If we want to engage in an exercise of the imagination and think about how the Man and the Boy might feel we might want to think of those homeless folk we see in New York City’s subway stations and streets. If we wish to conjecture about how the man and the boy experience the cold in their world, which will eventually freeze their starving, impoverished selves to death, we need only think about how every winter, in subzero temperatures, the homeless desperately try to survive, using cardboard boxes, sleeping on top of subway gratings, seeking warm corners and nooks, hopefully safe from marauders at night….the homeless remind us the apocalypse–conceived as fantasy in novel and movie–is already all around us.

There is another way to think about the Man and the Boy in The Road: they are refugees. They have lost their home; their family is devastated; they are fleeing violence; they are seeking shelter and food and warmth; they are, as their name implies, seeking refuge. The world they knew is no more; they seek another world, one in which they might, perhaps, begin life anew.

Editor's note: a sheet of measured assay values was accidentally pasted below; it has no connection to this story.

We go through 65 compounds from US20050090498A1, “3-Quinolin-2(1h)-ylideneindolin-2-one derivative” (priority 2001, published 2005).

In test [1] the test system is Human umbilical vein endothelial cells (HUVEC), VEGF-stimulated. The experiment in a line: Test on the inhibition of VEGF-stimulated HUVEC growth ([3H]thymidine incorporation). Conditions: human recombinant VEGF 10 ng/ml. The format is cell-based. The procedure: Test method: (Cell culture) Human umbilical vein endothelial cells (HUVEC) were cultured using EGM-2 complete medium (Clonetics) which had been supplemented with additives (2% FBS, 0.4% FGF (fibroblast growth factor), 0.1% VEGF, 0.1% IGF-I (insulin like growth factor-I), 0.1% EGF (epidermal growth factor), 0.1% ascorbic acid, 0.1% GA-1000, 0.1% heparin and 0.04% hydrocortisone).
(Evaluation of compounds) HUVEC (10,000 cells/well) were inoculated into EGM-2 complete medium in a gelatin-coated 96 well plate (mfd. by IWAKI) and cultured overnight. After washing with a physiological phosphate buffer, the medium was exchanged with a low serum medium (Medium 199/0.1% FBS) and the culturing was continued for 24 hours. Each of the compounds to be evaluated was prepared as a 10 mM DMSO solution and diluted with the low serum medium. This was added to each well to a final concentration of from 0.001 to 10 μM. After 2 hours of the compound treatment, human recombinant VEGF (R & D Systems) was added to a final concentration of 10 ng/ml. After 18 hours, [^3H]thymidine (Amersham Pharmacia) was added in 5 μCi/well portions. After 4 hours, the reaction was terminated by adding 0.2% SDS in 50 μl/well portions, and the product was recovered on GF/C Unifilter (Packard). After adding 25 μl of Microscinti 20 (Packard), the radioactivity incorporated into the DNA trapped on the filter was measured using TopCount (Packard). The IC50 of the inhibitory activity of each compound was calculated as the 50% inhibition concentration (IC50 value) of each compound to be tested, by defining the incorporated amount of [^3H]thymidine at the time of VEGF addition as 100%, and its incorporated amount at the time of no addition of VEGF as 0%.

It is easy to imagine–as we voraciously consume products of the post-apocalyptic genre in literature and film–that the post-apocalypse is a fantasy, a possible world about which we can safely speculate from a distance. But we forget all too soon that apocalypse stalks this world of ours; it is present in the lives of many. For zones of  war are zones of apocalypse. ‘Normal’ life is no more; daily existence is subsistence. Homelessness and sudden, violent death is the norm for civilians. Abandon all hope indeed, ye who enter here, and ye who dare escape.

It is worth reminding ourselves of this as we think about this war-stricken world’s refugee crisis. And in particular, of course, about the refugees fleeing the four-year old Syrian war. Over four million are now displaced, and many more will be, for the conflict shows no sign of abating. Most, if not all, have lost loved ones; all have lost their homes. They too, have passed through landscapes not too dissimilar to the ones depicted in The Road. Their life is reduced to the most elemental of all missions: food, shelter, clothing.

Perhaps this world might stop fantasizing about survival strategies in an imaginary post-apocalyptic worlds, and think about how it might address the problems of this all too real one.